At 4 o’clock on Saturday night, we meet Bruno, the host of our AirBnB experience, at Largo do Marchado metro station. He is taking us to a football game at Maracana Stadium. Because football is such a huge part of Brazilian life, I want to experience it as a local, and thanks to AirBnB, I can. This is something I’d never do on my own, so being able to participate in an experience like this, and not be a tourist here, is much more appealing. (This is similar to the New Year’s Eve experience we did in Buenos Aires.) It’s a small group, there are only 7 of us total, which turns out to be a really good thing. The crowds on the metro are insane - we are going to a Flamengo/Botafogo game, two of the biggest teams in Rio. Flamengo is a fan favourite and the leading team in the country. Everyone is dressed in red and black, and the metro is pulsing with the voices of the fans. They are singing, ok - maybe yelling - one of the team songs at the top of their lungs. It’s like Carnaval all over again - when Brazilians are passionate about something, they don’t hide it.
When we arrive at the stadium and make our way out of the crowded metro station, Bruno warns us to put away our cell phones. Fans congregate outside the stadium to drink beer and sing more songs and it’s not the safest place. We make our way directly to the entrance where we are briefly searched and then let in. Although we have tickets, there are no assigned seats, so Bruno leads us to our section and we get good seats with amazing views. Three quarters of the stadium is filled with black and red clad Flamengo fans. Directly across from us, a small part of one section is filled with white and black clad Botafogo fans. Bruno tells us that they are not hopeful and don’t bother coming to games anymore.
All around us, the fans sing. They sing at the top of their lungs, to each other, with each other and to themselves. This is the most excited group of people I have ever seen in my life. (Even more than Carnaval). No one sits. They sing, cheer and high five one another even though the game hasn’t even started. Up behind us, some fans have giant flags on long poles and they wave them back and forth in time with the music. Bruno points to the section behind us and up to the left. A giant flag has appeared and it takes up the entire section. They aren’t passing it along the crowd, but rather moving their arms back and forth, making ripples in the material. I thought Canadians were crazy about hockey - but I have never seen sports fans like these.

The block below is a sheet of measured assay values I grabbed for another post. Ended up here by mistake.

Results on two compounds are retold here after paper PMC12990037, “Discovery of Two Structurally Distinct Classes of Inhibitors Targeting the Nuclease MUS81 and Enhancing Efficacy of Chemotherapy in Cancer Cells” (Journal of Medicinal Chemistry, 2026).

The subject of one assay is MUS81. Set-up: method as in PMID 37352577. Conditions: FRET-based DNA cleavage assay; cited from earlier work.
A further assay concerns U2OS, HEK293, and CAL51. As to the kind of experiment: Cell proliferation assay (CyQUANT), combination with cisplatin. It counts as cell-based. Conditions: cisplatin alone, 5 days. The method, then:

The singing doesn’t stop - not for a second. It’s International Women’s Day and they ask for a minute of silence on the screens - and no one complies. The singing carries on - right until we board the metro to go home.
The game is fast and exciting. In front of us, two fathers with children still in diapers are watching the game. The little boys, who are maybe 2 years old, are on their fathers’ shoulders watching the game like they’ve bet $1000 on the outcome. They cheer, clench their fists and screw up their faces when a shot is missed. I’ve never seen kids so involved in a game - it’s like they know what is supposed to happen, they understand the rules and are waiting for their team to score a goal. We have several cold beers and popcorn, and just take in the atmosphere. I feel completely safe here, but coming here on our own would have frightened me. I wouldn’t know what was going on, where to sit or even which entrance to enter through.
What I like about football is that it’s fast and it has a time limit. They don’t stop the clock for anything, and before I know it, we are at half time. The singing hasn’t stopped once. In fact, I think it’s getting louder. In the second half, Flamengo scores 3 goals and the place erupts. The fans are out of control in their excitement, the songs get louder, people are yell singing into their phones, pointing at their faces reflected back at them with the erupting crowd behind them. This carries on for minutes after each goal. It’s amazing to see a group of people so diverse so united in one common love. Maybe it’s because all the Flamengo fans are sitting in one area, but I feel safe here. Fights would have broken out by now at a hockey game. Yes, the fans are rowdy, but they are rowdy with love. Love for the game, and love for their team. This is a must do. I feel like a local, like I belong here in this crazy world with these crazy fans. Rio is becoming home. Sure, I still can’t speak the language or understand much, but I'm just immersing myself in the process of becoming a Carioca, I don’t think as much, I just enjoy.